Lessons In Resilience From The Eye Of A Hurricane
I was twelve when Hurricane Gilbert hit Jamaica with a 19ft storm surge, 32.4 inches of rain resulting in island-wide flooding. Crops, buildings were destroyed, power lines knocked down and trees uprooted. The hit song “wild gilbert” by Lloyd Lovindeer described in humour the experience of many Jamaicans. Gilbert created havoc in the Cayman Islands, Mexico, Haiti, and Dominican Republic becoming one of the largest Atlantic storms in our times. With all the damage that occurred in its wake, Hurricane Gilbert was my first lesson in resilience. Our house survived and we became a shelter to many families in our community whose houses were badly damaged and untenable. It was uncomfortable times as we squeezed on beds with each other as we shared our space with strangers. The situation was made worse as we lost electricity, vehicles couldn’t move, and I experienced food scarcity for the first time in my life. I remember staying up late and making up songs about the storm with the other children – “uncle gilbert, uncle gilbert, go back home, go back home, the children are crying, the children are crying, go back home.” The songs lifted our spirits and made the discomforts bearable.
Resilience is a process of moving through difficult or traumatic experiences and adapting and growing. It makes the difference in how quickly we bounce back to normalcy in difficult situations. June marks the beginning of the hurricane season which lasts for six whole up to November 30 known officially as the Atlantic Hurricane Season. After Hurricane Gilbert, Jamaica through the aid of the International Red Cross and its local body, the Jamaica Red Cross developed a Disaster Management programme resulting in the formation of the Office of Disaster Preparedness and Emergency Management. The ODPEM is vested in ensuring that Jamaica is disaster resilient and does so through a coordinated public education programmes on hurricanes and other natural disasters. The country has never experienced the extent of damages caused by Hurricane Gilbert from any other hurricane that has hit the island since. This has been so because of a concerted effort to build Jamaica’s disaster resilience from building standards to community disaster sensitisation and preparedness.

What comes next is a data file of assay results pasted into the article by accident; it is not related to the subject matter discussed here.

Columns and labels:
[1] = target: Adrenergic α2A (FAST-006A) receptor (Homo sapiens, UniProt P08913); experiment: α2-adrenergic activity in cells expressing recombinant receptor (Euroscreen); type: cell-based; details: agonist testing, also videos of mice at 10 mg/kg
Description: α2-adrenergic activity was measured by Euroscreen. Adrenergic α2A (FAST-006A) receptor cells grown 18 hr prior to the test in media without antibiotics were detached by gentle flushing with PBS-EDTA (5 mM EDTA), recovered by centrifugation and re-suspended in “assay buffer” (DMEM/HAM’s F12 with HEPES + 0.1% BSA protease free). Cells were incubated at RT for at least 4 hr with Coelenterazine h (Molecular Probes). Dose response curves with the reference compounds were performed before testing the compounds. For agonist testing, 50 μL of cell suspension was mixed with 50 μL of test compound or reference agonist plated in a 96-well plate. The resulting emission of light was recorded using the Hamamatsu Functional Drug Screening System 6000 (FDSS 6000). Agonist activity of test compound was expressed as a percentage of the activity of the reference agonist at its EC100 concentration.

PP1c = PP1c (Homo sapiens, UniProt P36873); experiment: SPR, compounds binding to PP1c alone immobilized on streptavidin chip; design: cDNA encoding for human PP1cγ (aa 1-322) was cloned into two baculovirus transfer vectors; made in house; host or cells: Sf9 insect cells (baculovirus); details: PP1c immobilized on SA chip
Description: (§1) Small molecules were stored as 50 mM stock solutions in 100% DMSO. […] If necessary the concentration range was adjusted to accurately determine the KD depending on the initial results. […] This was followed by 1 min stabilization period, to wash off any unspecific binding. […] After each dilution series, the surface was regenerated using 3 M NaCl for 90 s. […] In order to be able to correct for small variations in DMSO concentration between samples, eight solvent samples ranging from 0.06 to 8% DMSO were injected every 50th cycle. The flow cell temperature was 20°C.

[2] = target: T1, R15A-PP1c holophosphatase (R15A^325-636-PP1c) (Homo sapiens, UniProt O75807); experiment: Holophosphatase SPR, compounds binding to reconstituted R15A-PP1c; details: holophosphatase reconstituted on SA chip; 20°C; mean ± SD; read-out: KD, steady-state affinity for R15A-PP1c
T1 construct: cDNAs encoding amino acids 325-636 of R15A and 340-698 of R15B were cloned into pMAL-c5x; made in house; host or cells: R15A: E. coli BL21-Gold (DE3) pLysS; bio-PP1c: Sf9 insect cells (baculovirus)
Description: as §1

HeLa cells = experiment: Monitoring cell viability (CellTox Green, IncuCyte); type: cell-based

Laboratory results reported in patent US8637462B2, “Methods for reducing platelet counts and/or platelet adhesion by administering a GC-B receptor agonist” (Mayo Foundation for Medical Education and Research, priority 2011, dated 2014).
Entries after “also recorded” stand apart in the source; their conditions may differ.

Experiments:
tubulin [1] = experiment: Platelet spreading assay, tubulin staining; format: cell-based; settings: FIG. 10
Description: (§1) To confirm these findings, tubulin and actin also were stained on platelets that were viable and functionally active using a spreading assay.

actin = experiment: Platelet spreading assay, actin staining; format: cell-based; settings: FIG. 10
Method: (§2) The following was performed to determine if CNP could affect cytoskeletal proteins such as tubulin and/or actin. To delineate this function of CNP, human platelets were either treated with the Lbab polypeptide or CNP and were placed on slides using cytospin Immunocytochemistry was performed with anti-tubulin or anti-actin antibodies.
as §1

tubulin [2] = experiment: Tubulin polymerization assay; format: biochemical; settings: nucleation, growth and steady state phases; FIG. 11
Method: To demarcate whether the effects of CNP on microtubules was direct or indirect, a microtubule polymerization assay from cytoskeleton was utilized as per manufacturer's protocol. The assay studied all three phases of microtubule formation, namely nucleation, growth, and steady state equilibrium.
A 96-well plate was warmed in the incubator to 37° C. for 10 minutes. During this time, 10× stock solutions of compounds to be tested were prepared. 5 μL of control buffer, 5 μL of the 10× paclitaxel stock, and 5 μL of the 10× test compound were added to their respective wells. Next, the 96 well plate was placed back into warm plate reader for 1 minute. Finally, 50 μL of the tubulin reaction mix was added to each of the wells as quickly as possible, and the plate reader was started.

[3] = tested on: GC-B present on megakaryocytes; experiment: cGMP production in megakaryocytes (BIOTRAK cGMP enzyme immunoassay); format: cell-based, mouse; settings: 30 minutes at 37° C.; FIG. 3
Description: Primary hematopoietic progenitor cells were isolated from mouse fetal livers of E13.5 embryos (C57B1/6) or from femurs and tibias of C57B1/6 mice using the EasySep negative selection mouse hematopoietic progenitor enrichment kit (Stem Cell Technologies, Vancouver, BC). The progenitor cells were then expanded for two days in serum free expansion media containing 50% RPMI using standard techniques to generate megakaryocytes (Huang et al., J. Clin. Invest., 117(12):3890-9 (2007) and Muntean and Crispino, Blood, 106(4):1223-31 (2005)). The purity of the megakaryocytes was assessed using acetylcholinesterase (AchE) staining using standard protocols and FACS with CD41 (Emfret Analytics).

What are some of the lessons we can learn from hurricanes about resilience and surviving through storms?
At the start of the hurricane season, we are reminded to trim trees, ensure our roofs are in good and stable condition and that we stock up on hurricane supplies such as candles, batteries, canned foods, and medication for family members who may be ill. Putting the necessary things in place for the safety and security of your loved one as the season opens is no different from how we approach our financial security. From a simple savings account to the more sophisticated investments portfolios, our family’s financial resilience is shaped by the extent to which we prepare ourselves for the stormy times. For some, the covid-19 pandemic disrupted our security net but made us more conscious of the need to build a resilient financial structure for our families.
Another lesson from hurricanes, is our ability to recover from situations of discomfort, stress and even devastation. After any devastating disaster, the authorities main aim is to recover as quickly as possible and to restore spaces to a condition equal to, or better than they were before. The human experience is no different, our ability to recover from trauma, disappointments and unexpected circumstances is a test of our resilience. Our recovery time is often dependent on the plans we made, how prepared we were for the storm in the first place, how willing we are to adjust our mindset to changes and how quickly we begin the recovery process.
Our resilience is the ability to handle pressure, to respond to pressure with confidence and flexibility, the ability to bounce back, the ability to smile in the midst of the storm.
How resilient are you?